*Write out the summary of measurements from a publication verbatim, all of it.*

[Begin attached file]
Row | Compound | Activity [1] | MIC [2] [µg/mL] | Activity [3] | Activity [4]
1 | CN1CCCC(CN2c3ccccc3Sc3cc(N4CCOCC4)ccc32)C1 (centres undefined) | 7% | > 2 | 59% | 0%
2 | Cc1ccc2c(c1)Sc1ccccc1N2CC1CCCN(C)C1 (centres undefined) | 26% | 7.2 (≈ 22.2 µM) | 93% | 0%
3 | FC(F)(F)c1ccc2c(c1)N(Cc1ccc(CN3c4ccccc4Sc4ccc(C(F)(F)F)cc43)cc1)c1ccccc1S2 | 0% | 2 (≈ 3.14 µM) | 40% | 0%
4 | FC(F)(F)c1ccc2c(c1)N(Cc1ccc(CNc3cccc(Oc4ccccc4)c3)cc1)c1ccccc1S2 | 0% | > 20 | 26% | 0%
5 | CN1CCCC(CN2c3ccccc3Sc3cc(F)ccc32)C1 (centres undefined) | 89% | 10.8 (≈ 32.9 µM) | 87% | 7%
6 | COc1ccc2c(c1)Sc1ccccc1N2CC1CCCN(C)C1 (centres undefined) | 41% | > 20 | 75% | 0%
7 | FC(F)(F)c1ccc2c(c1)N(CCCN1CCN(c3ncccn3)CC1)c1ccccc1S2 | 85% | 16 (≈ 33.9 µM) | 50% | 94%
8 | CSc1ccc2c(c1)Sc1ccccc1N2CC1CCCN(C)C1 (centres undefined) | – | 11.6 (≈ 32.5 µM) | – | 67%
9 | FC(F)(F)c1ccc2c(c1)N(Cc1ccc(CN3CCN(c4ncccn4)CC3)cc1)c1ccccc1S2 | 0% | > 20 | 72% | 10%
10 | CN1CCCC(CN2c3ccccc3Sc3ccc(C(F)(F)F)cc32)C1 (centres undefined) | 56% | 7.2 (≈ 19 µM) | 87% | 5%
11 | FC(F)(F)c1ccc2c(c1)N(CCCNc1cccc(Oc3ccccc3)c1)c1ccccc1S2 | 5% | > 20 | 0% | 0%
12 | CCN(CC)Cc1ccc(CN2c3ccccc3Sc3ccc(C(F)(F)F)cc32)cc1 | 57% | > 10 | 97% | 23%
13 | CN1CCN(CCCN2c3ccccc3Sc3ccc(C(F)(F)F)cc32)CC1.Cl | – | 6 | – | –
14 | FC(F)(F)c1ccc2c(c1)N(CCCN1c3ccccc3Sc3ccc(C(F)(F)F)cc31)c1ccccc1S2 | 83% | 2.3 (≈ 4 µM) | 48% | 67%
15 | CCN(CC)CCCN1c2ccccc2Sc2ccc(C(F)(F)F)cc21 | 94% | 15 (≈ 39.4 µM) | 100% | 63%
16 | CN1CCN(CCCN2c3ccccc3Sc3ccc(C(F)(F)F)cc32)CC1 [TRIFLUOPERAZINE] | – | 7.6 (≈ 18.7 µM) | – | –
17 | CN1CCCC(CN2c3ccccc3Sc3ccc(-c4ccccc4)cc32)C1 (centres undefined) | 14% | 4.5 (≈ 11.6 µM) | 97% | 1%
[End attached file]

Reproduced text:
Row | Compound | Activity [1] | MIC [2] [µg/mL] | Activity [3] | Activity [4]
1 | CN1CCCC(CN2c3ccccc3Sc3cc(N4CCOCC4)ccc32)C1 (centres undefined) | 7% | > 2 | 59% | 0%
2 | Cc1ccc2c(c1)Sc1ccccc1N2CC1CCCN(C)C1 (centres undefined) | 26% | 7.2 (≈ 22.2 µM) | 93% | 0%
3 | FC(F)(F)c1ccc2c(c1)N(Cc1ccc(CN3c4ccccc4Sc4ccc(C(F)(F)F)cc43)cc1)c1ccccc1S2 | 0% | 2 (≈ 3.14 µM) | 40% | 0%
4 | FC(F)(F)c1ccc2c(c1)N(Cc1ccc(CNc3cccc(Oc4ccccc4)c3)cc1)c1ccccc1S2 | 0% | > 20 | 26% | 0%
5 | CN1CCCC(CN2c3ccccc3Sc3cc(F)ccc32)C1 (centres undefined) | 89% | 10.8 (≈ 32.9 µM) | 87% | 7%
6 | COc1ccc2c(c1)Sc1ccccc1N2CC1CCCN(C)C1 (centres undefined) | 41% | > 20 | 75% | 0%
7 | FC(F)(F)c1ccc2c(c1)N(CCCN1CCN(c3ncccn3)CC1)c1ccccc1S2 | 85% | 16 (≈ 33.9 µM) | 50% | 94%
8 | CSc1ccc2c(c1)Sc1ccccc1N2CC1CCCN(C)C1 (centres undefined) | – | 11.6 (≈ 32.5 µM) | – | 67%
9 | FC(F)(F)c1ccc2c(c1)N(Cc1ccc(CN3CCN(c4ncccn4)CC3)cc1)c1ccccc1S2 | 0% | > 20 | 72% | 10%
10 | CN1CCCC(CN2c3ccccc3Sc3ccc(C(F)(F)F)cc32)C1 (centres undefined) | 56% | 7.2 (≈ 19 µM) | 87% | 5%
11 | FC(F)(F)c1ccc2c(c1)N(CCCNc1cccc(Oc3ccccc3)c1)c1ccccc1S2 | 5% | > 20 | 0% | 0%
12 | CCN(CC)Cc1ccc(CN2c3ccccc3Sc3ccc(C(F)(F)F)cc32)cc1 | 57% | > 10 | 97% | 23%
13 | CN1CCN(CCCN2c3ccccc3Sc3ccc(C(F)(F)F)cc32)CC1.Cl | – | 6 | – | –
14 | FC(F)(F)c1ccc2c(c1)N(CCCN1c3ccccc3Sc3ccc(C(F)(F)F)cc31)c1ccccc1S2 | 83% | 2.3 (≈ 4 µM) | 48% | 67%
15 | CCN(CC)CCCN1c2ccccc2Sc2ccc(C(F)(F)F)cc21 | 94% | 15 (≈ 39.4 µM) | 100% | 63%
16 | CN1CCN(CCCN2c3ccccc3Sc3ccc(C(F)(F)F)cc32)CC1 [TRIFLUOPERAZINE] | – | 7.6 (≈ 18.7 µM) | – | –
17 | CN1CCCC(CN2c3ccccc3Sc3ccc(-c4ccccc4)cc32)C1 (centres undefined) | 14% | 4.5 (≈ 11.6 µM) | 97% | 1%